The holiday season is upon us. Many are traveling to be with family while countless others gather with friends and significant others to celebrate the festive time of year. However, not everyone has a picturesque holiday experience.
The forces that could pull you into relapse tend to get stronger around the end of the year, when you’re likely to reflect on what you’ve accomplished and reconvene with people who who likely saw you during your addicted past. Now more than ever, it’s important to build up a support network to ensure you stick to your commitment.
Here are three reasons why you need to connect with a recovery community during the holidays.
1. It prevents isolation.
Staying connected to the recovery community can prevent isolation which is typically a precursor for relapse. Isolation can also worsen symptoms of any dual diagnosis such as depression, anxiety and other mood or personality disorders. All of these can escalate to relapse, accidental overdose or even suicide.
2. It provides a sense of family.
Staying in touch with the recovery community allows for a substitute family experience, if family holidays are not possible due to either death or distance. And, if family is an option, but the family dynamics make relapse more probably, the recovery community can act as a chosen family; one that is ideally far more supportive and less dysfunctional.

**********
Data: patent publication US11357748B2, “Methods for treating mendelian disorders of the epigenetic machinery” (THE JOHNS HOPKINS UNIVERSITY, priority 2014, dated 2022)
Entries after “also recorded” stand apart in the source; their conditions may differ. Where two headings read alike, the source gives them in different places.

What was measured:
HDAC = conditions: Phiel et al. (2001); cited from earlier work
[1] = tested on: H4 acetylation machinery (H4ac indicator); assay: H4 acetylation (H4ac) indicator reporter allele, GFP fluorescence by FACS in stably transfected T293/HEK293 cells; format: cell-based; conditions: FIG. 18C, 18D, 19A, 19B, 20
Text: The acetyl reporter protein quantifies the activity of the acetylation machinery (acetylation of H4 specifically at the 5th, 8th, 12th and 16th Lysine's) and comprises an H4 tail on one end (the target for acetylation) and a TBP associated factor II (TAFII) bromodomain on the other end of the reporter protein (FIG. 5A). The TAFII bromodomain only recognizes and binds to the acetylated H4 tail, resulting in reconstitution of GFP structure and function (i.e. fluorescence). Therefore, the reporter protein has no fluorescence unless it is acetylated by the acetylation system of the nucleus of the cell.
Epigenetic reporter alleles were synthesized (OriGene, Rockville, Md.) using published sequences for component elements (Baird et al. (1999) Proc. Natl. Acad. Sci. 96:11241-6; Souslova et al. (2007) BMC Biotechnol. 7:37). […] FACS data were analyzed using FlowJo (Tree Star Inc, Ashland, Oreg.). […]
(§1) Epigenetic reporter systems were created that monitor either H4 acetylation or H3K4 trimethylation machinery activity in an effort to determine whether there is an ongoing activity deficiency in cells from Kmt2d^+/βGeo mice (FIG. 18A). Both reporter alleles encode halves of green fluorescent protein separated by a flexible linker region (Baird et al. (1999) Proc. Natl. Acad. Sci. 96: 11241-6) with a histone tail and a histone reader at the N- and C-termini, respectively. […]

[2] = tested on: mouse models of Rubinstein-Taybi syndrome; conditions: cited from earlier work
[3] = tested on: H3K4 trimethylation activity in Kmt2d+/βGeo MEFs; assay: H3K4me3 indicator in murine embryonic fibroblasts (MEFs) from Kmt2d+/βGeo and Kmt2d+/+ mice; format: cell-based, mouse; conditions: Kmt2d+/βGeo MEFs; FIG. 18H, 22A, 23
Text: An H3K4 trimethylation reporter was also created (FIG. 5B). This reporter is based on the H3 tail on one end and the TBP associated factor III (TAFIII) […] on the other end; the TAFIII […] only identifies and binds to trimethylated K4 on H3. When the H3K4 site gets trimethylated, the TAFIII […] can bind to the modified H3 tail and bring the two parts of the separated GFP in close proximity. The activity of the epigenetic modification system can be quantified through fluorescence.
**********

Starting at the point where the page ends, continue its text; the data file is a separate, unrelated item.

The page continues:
The recovery community is also equally as necessary for those who have families and enjoy being around them. In fact, possibly more so, as it is easy for those individuals to forget they need the recovery community or recovery itself. Often, these individuals begin to think that sobriety alone is enough—it’s not.
3. It keeps you active in recovery during the holidays.
Staying connected to the recovery community keeps you active in your recovery throughout the holiday season. It provides consistency and gentle reminders that relapse has nothing to do with having a dysfunctional family. It has to do with you. And, if you were an active addict with a picturesque family, then you could easily be in relapse with the same.
The key to getting through the holiday season is not to lose sight of your recovery. Staying connected to your recovery community keeps you plugged into that recovery process, holds you accountable and allows you to do the same for others. Most importantly, it serves as prevention against relapse and provides everyone with a sense of family, even if they don’t have one of their own.
For these reasons and more, staying connected to the recovery community throughout the holidays is a life-saving choice for everyone.